Recent analysis conducted by Bloomberg Intelligence states that large UAE banks are building digital functionality to compete in a maturing market with rapidly evolving customer needs.
The analysis states that innovation is key to gaining market share and building flexible, cost-effective activities, creating fintech-growth catalysts. High IT spending may spur a consolidation of smaller banks as larger peers revamp legacy systems, merge and emerge stronger.
The analysis also states that Emirates NBD (ENBD) is ahead of its Gulf peers in terms of digital transformation. It was the first to move its core banking operations to an application program interface (API) based infrastructure, underpinned by a AED 1 billion ($272.3 million) investment budget.
ENBD's API Sandbox, launched in November 2018, provides a controlled environment where fintech companies can test solutions that can potentially be integrated into the bank's core functions. Peers are likely to follow suit, or would be subject to policy action similar to Europe's Payment Services Directive, which mandates open-banking access to third-party businesses, including fintech companies.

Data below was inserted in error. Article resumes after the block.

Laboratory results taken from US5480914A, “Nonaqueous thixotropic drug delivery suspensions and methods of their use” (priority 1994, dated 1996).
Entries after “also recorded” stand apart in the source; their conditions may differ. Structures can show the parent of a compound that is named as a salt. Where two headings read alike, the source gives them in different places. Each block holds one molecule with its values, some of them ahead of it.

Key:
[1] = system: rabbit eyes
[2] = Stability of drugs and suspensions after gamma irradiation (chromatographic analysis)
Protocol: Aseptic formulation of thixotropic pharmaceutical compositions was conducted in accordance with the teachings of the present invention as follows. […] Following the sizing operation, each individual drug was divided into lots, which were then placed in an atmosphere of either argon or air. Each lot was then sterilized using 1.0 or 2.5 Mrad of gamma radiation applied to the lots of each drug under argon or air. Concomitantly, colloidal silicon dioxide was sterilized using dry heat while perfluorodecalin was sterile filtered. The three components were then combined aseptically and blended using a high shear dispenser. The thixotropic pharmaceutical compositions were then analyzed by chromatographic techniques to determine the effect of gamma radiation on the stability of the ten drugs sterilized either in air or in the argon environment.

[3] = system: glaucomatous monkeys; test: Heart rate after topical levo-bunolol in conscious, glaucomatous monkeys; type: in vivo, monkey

"This could pressure lenders to modernise legacy systems to keep up with ENBD. An example of ENBD's agility is the launch of E20, a digital bank for SMEs. Digitizing the back office and enabling API infrastructure enables a response to emerging needs via innovative offerings. Smaller banks are likely to struggle to compete with larger peers investing heavily, which should be a driver of consolidation," said Bloomberg Intelligence.
In post-merger times, the analysis states that digital catch-up is key. Al Hilal Bank's integration with ADCB gives it a full digital Islamic banking offering. With the addition of UNB ahead of schedule, ADCB is likely to focus on innovation and further efficiencies to be competitive and catch up with peers, following the completion of its last phase of integration in 2Q.